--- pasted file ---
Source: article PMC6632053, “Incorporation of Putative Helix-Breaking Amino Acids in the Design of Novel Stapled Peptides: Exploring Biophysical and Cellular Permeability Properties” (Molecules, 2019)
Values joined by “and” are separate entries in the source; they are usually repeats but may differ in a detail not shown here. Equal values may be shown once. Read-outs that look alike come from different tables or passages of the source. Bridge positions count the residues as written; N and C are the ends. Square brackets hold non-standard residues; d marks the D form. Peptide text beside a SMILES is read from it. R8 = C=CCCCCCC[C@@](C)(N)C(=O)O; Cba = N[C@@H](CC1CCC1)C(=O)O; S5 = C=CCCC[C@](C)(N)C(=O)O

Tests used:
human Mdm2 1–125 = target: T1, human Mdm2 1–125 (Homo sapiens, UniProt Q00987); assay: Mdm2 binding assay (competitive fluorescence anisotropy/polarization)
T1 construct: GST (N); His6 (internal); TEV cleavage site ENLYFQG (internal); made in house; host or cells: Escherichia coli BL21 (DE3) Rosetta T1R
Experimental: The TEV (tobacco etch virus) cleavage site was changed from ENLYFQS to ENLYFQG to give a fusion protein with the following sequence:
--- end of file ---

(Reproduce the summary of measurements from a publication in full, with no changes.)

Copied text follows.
Source: article PMC6632053, “Incorporation of Putative Helix-Breaking Amino Acids in the Design of Novel Stapled Peptides: Exploring Biophysical and Cellular Permeability Properties” (Molecules, 2019)
Values joined by “and” are separate entries in the source; they are usually repeats but may differ in a detail not shown here. Equal values may be shown once. Read-outs that look alike come from different tables or passages of the source. Bridge positions count the residues as written; N and C are the ends. Square brackets hold non-standard residues; d marks the D form. Peptide text beside a SMILES is read from it. R8 = C=CCCCCCC[C@@](C)(N)C(=O)O; Cba = N[C@@H](CC1CCC1)C(=O)O; S5 = C=CCCC[C@](C)(N)C(=O)O

Tests used:
human Mdm2 1–125 = target: T1, human Mdm2 1–125 (Homo sapiens, UniProt Q00987); assay: Mdm2 binding assay (competitive fluorescence anisotropy/polarization)
T1 construct: GST (N); His6 (internal); TEV cleavage site ENLYFQG (internal); made in house; host or cells: Escherichia coli BL21 (DE3) Rosetta T1R
Experimental: The TEV (tobacco etch virus) cleavage site was changed from ENLYFQS to ENLYFQG to give a fusion protein with the following sequence: